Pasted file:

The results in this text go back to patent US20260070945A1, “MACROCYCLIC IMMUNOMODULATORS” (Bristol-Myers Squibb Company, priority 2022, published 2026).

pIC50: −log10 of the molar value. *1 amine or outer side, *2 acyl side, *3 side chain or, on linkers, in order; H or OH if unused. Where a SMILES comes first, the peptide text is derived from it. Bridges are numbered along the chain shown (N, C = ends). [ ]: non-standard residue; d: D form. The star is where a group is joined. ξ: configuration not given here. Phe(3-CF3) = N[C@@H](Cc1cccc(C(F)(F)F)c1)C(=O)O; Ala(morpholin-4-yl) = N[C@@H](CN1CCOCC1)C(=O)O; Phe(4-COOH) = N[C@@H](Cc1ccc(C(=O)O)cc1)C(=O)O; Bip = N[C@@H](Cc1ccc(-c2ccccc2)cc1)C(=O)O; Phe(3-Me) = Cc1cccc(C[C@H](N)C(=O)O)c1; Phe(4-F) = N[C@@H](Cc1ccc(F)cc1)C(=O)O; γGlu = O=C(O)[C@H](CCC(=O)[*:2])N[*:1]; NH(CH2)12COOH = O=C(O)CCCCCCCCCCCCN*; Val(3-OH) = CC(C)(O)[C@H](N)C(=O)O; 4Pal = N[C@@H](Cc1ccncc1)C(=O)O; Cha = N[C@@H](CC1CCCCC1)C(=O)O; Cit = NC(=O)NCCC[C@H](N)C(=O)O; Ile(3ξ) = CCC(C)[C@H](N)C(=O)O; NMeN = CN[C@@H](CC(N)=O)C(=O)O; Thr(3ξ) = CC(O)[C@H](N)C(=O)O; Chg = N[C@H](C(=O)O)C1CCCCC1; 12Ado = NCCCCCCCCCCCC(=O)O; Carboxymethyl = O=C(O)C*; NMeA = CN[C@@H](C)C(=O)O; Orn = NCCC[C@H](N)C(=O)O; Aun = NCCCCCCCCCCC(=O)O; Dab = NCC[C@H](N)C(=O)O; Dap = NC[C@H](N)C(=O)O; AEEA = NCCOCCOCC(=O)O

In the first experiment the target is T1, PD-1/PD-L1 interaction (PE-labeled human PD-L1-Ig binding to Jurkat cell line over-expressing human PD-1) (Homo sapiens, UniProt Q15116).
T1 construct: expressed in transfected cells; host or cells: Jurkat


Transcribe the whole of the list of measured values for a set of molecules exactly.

The results in this text go back to patent US20260070945A1, “MACROCYCLIC IMMUNOMODULATORS” (Bristol-Myers Squibb Company, priority 2022, published 2026).

pIC50: −log10 of the molar value. *1 amine or outer side, *2 acyl side, *3 side chain or, on linkers, in order; H or OH if unused. Where a SMILES comes first, the peptide text is derived from it. Bridges are numbered along the chain shown (N, C = ends). [ ]: non-standard residue; d: D form. The star is where a group is joined. ξ: configuration not given here. Phe(3-CF3) = N[C@@H](Cc1cccc(C(F)(F)F)c1)C(=O)O; Ala(morpholin-4-yl) = N[C@@H](CN1CCOCC1)C(=O)O; Phe(4-COOH) = N[C@@H](Cc1ccc(C(=O)O)cc1)C(=O)O; Bip = N[C@@H](Cc1ccc(-c2ccccc2)cc1)C(=O)O; Phe(3-Me) = Cc1cccc(C[C@H](N)C(=O)O)c1; Phe(4-F) = N[C@@H](Cc1ccc(F)cc1)C(=O)O; γGlu = O=C(O)[C@H](CCC(=O)[*:2])N[*:1]; NH(CH2)12COOH = O=C(O)CCCCCCCCCCCCN*; Val(3-OH) = CC(C)(O)[C@H](N)C(=O)O; 4Pal = N[C@@H](Cc1ccncc1)C(=O)O; Cha = N[C@@H](CC1CCCCC1)C(=O)O; Cit = NC(=O)NCCC[C@H](N)C(=O)O; Ile(3ξ) = CCC(C)[C@H](N)C(=O)O; NMeN = CN[C@@H](CC(N)=O)C(=O)O; Thr(3ξ) = CC(O)[C@H](N)C(=O)O; Chg = N[C@H](C(=O)O)C1CCCCC1; 12Ado = NCCCCCCCCCCCC(=O)O; Carboxymethyl = O=C(O)C*; NMeA = CN[C@@H](C)C(=O)O; Orn = NCCC[C@H](N)C(=O)O; Aun = NCCCCCCCCCCC(=O)O; Dab = NCC[C@H](N)C(=O)O; Dap = NC[C@H](N)C(=O)O; AEEA = NCCOCCOCC(=O)O

In the first experiment the target is T1, PD-1/PD-L1 interaction (PE-labeled human PD-L1-Ig binding to Jurkat cell line over-expressing human PD-1) (Homo sapiens, UniProt Q15116).
T1 construct: expressed in transfected cells; host or cells: Jurkat